There are several reasons behind the trend. As China becomes more of a middle-class country, wages for its workers are rising, and that is lessening some of the appeal of manufacturing there for U.S. companies, says Steven Kaplan, a professor of entrepreneurship and finance at Chicago's Booth School. Over the past two decades, it was the cheaper labor in China that prompted businesses of all sizes to have everything from computers to clothes to food ingredients made in China.
The rising cost of fuel, which has made transporting goods more expensive, is another factor in onshoring.
"Manufacturing in the U.S. is relatively more attractive than it has been in 20 years," Kaplan says.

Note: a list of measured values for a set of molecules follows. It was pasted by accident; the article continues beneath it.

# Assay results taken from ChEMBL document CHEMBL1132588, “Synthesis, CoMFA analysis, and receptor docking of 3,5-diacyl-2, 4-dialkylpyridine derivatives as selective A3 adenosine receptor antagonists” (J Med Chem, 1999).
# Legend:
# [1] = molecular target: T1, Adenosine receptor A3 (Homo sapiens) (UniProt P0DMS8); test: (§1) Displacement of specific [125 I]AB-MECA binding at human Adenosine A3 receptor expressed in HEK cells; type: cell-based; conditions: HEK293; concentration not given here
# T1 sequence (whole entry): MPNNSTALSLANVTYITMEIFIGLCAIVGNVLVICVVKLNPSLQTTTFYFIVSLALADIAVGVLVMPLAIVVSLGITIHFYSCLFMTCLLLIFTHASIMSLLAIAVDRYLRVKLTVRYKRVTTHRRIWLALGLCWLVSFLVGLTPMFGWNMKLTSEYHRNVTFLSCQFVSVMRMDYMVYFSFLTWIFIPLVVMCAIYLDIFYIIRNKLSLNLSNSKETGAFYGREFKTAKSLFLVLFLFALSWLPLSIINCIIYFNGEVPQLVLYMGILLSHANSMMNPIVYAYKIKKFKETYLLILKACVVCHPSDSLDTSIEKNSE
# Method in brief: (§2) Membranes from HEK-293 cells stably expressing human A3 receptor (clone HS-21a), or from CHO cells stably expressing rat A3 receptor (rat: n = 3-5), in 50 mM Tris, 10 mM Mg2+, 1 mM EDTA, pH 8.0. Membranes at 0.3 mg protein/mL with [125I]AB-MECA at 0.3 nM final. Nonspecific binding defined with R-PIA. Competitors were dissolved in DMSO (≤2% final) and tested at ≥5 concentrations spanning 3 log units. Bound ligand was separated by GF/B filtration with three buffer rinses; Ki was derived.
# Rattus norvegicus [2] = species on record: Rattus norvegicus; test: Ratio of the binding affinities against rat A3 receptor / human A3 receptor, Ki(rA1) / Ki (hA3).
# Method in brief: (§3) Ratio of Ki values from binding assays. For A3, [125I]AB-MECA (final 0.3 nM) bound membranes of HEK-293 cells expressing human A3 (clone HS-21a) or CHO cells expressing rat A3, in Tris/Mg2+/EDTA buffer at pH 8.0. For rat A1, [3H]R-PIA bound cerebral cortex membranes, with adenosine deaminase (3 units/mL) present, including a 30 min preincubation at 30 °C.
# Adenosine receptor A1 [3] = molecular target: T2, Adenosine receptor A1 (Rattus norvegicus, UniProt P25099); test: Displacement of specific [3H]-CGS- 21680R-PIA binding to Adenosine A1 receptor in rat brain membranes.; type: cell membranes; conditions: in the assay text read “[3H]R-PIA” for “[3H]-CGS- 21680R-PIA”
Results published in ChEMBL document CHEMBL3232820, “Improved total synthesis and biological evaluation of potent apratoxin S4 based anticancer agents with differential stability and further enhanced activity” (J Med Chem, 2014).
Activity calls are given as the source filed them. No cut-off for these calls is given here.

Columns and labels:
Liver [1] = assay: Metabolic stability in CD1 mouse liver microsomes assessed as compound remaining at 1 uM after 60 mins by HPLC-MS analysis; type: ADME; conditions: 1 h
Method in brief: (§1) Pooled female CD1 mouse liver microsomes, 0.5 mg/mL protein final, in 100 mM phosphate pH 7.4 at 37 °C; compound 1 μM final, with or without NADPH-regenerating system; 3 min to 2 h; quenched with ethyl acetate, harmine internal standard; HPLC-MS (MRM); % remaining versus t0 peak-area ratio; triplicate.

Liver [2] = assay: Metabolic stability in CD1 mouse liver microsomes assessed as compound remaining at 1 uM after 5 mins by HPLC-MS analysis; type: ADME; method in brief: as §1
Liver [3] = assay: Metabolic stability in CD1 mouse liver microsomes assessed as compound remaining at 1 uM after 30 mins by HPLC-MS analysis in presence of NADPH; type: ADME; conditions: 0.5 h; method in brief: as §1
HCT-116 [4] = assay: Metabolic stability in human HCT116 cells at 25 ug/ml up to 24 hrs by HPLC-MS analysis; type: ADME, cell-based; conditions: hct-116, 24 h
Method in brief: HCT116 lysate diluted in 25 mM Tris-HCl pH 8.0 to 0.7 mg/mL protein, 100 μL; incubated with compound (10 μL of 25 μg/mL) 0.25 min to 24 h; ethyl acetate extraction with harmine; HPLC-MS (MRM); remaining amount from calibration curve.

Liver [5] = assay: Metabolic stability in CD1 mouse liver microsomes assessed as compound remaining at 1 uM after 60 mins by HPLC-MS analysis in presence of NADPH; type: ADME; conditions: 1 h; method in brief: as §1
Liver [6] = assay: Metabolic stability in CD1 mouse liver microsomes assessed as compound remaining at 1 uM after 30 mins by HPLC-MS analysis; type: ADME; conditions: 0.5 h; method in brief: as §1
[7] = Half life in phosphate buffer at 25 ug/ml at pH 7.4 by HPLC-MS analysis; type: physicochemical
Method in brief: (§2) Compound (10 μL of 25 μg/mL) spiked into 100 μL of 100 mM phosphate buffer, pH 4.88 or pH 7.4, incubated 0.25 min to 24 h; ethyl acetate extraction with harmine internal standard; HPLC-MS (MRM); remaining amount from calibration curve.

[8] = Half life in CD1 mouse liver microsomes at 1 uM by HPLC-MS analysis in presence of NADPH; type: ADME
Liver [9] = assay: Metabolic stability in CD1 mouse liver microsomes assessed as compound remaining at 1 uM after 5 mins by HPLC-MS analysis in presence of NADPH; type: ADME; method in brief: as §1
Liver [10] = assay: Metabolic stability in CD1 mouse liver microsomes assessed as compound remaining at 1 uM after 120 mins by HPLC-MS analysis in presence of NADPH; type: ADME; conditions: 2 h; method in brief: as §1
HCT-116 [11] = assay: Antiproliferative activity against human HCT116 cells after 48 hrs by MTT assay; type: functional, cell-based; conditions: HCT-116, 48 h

SKILLED WORKER SHORTAGEWhile companies' caution has weighed on the job market, many company owners who actually want to hire say it's hard to find workers to fill some positions. It's becoming more difficult to find people who have the skills they need, these owners say. Many new manufacturing jobs require high-tech skills. They include positions at factories where computers are used to create products like airplane parts and machinery. And some require several years of training, says Shane, the Case Western Reserve professor. For example: A company that makes metal molds which are in turn used to create automobile dashboards. That takes a machinist who knows cutting-edge processes to make the molds. "You cannot take someone off the street to do it," Shane says. Because of changing technology, owners are struggling to find qualified workers in 2013. "There's a whole level of work that's going to require skills that weren't needed in traditional jobs," says Arensmeyer. He notes that community colleges around the country are offering courses that will help train workers to fill these jobs. But training takes time, and the demand for jobs may continue to outstrip the supply of qualified workers.
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